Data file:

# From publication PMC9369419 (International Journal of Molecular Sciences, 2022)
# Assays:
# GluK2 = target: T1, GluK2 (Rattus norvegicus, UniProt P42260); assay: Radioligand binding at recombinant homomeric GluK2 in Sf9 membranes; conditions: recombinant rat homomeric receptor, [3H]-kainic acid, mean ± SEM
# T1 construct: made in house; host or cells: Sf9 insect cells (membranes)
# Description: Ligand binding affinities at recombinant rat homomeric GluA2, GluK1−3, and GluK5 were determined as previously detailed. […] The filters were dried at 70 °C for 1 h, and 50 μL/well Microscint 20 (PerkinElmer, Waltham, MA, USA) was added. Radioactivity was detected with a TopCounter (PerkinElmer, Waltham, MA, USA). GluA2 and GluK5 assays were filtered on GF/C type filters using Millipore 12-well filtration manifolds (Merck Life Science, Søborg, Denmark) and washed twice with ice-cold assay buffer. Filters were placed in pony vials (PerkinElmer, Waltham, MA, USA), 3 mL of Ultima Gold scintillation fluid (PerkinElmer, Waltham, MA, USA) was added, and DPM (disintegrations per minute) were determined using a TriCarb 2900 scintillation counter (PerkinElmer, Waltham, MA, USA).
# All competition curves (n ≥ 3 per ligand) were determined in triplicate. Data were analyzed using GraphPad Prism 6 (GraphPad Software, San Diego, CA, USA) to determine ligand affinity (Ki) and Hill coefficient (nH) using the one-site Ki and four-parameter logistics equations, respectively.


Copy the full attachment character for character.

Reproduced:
# From publication PMC9369419 (International Journal of Molecular Sciences, 2022)
# Assays:
# GluK2 = target: T1, GluK2 (Rattus norvegicus, UniProt P42260); assay: Radioligand binding at recombinant homomeric GluK2 in Sf9 membranes; conditions: recombinant rat homomeric receptor, [3H]-kainic acid, mean ± SEM
# T1 construct: made in house; host or cells: Sf9 insect cells (membranes)
# Description: Ligand binding affinities at recombinant rat homomeric GluA2, GluK1−3, and GluK5 were determined as previously detailed. […] The filters were dried at 70 °C for 1 h, and 50 μL/well Microscint 20 (PerkinElmer, Waltham, MA, USA) was added. Radioactivity was detected with a TopCounter (PerkinElmer, Waltham, MA, USA). GluA2 and GluK5 assays were filtered on GF/C type filters using Millipore 12-well filtration manifolds (Merck Life Science, Søborg, Denmark) and washed twice with ice-cold assay buffer. Filters were placed in pony vials (PerkinElmer, Waltham, MA, USA), 3 mL of Ultima Gold scintillation fluid (PerkinElmer, Waltham, MA, USA) was added, and DPM (disintegrations per minute) were determined using a TriCarb 2900 scintillation counter (PerkinElmer, Waltham, MA, USA).
# All competition curves (n ≥ 3 per ligand) were determined in triplicate. Data were analyzed using GraphPad Prism 6 (GraphPad Software, San Diego, CA, USA) to determine ligand affinity (Ki) and Hill coefficient (nH) using the one-site Ki and four-parameter logistics equations, respectively.